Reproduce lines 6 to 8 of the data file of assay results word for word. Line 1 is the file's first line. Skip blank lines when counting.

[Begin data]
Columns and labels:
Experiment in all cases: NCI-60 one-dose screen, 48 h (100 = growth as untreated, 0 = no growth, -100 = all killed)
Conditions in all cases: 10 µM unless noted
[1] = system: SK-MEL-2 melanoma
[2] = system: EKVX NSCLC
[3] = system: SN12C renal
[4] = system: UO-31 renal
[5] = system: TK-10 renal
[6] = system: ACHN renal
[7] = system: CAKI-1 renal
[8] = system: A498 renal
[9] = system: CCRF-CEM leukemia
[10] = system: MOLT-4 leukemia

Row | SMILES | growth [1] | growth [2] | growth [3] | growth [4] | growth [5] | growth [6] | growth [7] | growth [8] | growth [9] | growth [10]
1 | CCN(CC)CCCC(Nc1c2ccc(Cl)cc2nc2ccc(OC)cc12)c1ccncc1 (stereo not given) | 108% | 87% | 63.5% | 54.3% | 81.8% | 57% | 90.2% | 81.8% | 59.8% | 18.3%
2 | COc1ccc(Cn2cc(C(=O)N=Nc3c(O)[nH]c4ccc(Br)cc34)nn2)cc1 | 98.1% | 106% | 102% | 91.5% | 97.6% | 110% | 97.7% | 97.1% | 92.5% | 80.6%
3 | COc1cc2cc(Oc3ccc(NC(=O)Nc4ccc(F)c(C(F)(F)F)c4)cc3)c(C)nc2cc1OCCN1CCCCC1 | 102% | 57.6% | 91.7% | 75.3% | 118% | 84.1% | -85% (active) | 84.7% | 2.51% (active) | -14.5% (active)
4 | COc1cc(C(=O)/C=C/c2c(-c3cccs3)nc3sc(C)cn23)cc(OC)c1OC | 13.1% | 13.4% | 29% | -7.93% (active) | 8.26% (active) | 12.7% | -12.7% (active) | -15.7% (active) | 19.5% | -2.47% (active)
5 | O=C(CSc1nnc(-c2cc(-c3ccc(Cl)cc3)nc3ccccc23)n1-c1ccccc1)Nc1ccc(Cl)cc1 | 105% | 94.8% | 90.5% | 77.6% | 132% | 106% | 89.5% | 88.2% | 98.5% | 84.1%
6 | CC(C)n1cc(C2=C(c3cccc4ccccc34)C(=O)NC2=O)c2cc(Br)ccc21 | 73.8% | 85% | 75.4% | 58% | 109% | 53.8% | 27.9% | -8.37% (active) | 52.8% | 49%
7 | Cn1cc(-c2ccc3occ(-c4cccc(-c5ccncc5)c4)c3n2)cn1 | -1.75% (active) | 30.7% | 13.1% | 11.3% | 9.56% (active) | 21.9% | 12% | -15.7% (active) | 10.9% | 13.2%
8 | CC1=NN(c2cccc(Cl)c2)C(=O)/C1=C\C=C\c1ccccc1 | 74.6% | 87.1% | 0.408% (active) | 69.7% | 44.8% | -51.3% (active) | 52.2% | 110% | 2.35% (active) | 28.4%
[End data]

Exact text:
[3] = system: SN12C renal
[4] = system: UO-31 renal
[5] = system: TK-10 renal